‘Using brain cell-type-specific protein interactomes to interpret neurodevelopmental genetic signals in schizophrenia‘ has been published in iScience.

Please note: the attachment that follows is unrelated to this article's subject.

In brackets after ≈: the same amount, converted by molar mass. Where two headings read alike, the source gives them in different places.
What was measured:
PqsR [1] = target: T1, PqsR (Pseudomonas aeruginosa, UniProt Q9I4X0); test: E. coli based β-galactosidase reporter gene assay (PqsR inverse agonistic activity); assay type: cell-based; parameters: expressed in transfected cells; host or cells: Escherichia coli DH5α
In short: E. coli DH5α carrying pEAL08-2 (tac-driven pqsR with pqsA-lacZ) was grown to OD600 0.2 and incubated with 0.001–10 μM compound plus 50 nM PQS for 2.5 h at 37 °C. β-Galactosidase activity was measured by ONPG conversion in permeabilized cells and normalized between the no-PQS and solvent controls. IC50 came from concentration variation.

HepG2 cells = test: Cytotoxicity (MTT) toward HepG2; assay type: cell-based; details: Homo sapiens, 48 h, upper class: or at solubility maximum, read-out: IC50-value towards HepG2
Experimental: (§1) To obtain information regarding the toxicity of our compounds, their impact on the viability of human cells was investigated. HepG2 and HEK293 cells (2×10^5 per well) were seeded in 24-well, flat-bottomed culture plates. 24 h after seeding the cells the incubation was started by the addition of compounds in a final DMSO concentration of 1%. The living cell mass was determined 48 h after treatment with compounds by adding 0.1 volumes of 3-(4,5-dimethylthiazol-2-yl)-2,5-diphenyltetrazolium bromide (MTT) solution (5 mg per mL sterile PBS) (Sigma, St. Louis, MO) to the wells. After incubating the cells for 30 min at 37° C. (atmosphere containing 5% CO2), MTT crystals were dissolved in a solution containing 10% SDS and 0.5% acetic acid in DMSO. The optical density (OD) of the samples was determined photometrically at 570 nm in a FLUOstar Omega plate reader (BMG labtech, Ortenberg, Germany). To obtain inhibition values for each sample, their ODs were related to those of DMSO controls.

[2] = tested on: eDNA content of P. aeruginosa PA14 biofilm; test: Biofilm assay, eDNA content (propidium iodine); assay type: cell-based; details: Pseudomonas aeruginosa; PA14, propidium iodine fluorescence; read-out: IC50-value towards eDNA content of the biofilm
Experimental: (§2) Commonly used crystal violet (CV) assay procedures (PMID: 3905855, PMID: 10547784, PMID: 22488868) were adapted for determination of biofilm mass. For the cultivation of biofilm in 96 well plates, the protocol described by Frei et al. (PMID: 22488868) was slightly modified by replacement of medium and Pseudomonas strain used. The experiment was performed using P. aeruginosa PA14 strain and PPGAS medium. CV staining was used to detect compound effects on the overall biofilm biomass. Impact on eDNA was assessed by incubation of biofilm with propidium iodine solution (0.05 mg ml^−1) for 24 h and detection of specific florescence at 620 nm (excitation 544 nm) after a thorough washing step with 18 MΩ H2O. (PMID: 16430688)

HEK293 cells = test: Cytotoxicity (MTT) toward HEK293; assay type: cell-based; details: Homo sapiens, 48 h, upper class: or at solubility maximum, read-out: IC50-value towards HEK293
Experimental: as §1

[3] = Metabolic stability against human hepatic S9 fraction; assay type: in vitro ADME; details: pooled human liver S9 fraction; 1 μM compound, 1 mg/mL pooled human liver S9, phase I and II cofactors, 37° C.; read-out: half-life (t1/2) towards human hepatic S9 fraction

In this study, we performed interaction proteomics for 6 schizophrenia risk genes prioritized from GWAS loci in human induced excitatory neurons. The resulting protein-protein interaction network is enriched for common variant risk of schizophrenia across both European and East Asian ancestries and can complement fine-mapping and eQTL data to prioritize genes in GWAS loci. We observed convergent genetic signals in the HCN1 sub-network, which is enriched for common variant risk of schizophrenia and contains proteins (HCN4 and AKAP11) enriched for rare protein-truncating mutations in individuals with schizophrenia and bipolar disorder. Our findings in this study (and the sister study on autism spectrum disorders) showcase brain cell-type-specific protein interactomes as an organizing framework to facilitate interpretation of genetic and transcriptomic data in neuropsychiatric disorders.